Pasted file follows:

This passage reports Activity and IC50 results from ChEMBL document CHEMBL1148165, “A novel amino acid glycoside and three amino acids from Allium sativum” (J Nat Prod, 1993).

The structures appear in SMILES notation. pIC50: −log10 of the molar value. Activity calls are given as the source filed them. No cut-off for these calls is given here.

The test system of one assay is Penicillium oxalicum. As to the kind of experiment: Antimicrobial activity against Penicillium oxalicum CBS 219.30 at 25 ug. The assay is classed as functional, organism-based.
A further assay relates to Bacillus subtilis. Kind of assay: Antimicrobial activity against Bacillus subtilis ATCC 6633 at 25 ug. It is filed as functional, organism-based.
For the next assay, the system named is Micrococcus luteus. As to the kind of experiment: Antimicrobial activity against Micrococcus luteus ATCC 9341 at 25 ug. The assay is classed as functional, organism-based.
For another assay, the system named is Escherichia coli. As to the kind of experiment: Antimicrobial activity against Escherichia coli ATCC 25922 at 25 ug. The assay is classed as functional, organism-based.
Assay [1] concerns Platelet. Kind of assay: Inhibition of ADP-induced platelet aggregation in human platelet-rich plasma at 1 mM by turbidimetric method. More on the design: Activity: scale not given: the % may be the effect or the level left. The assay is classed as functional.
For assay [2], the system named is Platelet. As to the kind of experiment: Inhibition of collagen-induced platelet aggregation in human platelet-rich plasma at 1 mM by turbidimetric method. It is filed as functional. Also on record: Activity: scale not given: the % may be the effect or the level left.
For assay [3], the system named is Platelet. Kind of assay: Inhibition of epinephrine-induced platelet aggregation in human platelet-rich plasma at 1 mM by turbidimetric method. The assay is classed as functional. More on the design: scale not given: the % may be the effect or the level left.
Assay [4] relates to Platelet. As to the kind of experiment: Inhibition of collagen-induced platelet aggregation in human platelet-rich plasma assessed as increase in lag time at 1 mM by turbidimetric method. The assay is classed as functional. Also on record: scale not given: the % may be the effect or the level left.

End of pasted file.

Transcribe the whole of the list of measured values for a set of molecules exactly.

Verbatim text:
This passage reports Activity and IC50 results from ChEMBL document CHEMBL1148165, “A novel amino acid glycoside and three amino acids from Allium sativum” (J Nat Prod, 1993).

The structures appear in SMILES notation. pIC50: −log10 of the molar value. Activity calls are given as the source filed them. No cut-off for these calls is given here.

The test system of one assay is Penicillium oxalicum. As to the kind of experiment: Antimicrobial activity against Penicillium oxalicum CBS 219.30 at 25 ug. The assay is classed as functional, organism-based.
A further assay relates to Bacillus subtilis. Kind of assay: Antimicrobial activity against Bacillus subtilis ATCC 6633 at 25 ug. It is filed as functional, organism-based.
For the next assay, the system named is Micrococcus luteus. As to the kind of experiment: Antimicrobial activity against Micrococcus luteus ATCC 9341 at 25 ug. The assay is classed as functional, organism-based.
For another assay, the system named is Escherichia coli. As to the kind of experiment: Antimicrobial activity against Escherichia coli ATCC 25922 at 25 ug. The assay is classed as functional, organism-based.
Assay [1] concerns Platelet. Kind of assay: Inhibition of ADP-induced platelet aggregation in human platelet-rich plasma at 1 mM by turbidimetric method. More on the design: Activity: scale not given: the % may be the effect or the level left. The assay is classed as functional.
For assay [2], the system named is Platelet. As to the kind of experiment: Inhibition of collagen-induced platelet aggregation in human platelet-rich plasma at 1 mM by turbidimetric method. It is filed as functional. Also on record: Activity: scale not given: the % may be the effect or the level left.
For assay [3], the system named is Platelet. Kind of assay: Inhibition of epinephrine-induced platelet aggregation in human platelet-rich plasma at 1 mM by turbidimetric method. The assay is classed as functional. More on the design: scale not given: the % may be the effect or the level left.
Assay [4] relates to Platelet. As to the kind of experiment: Inhibition of collagen-induced platelet aggregation in human platelet-rich plasma assessed as increase in lag time at 1 mM by turbidimetric method. The assay is classed as functional. Also on record: scale not given: the % may be the effect or the level left.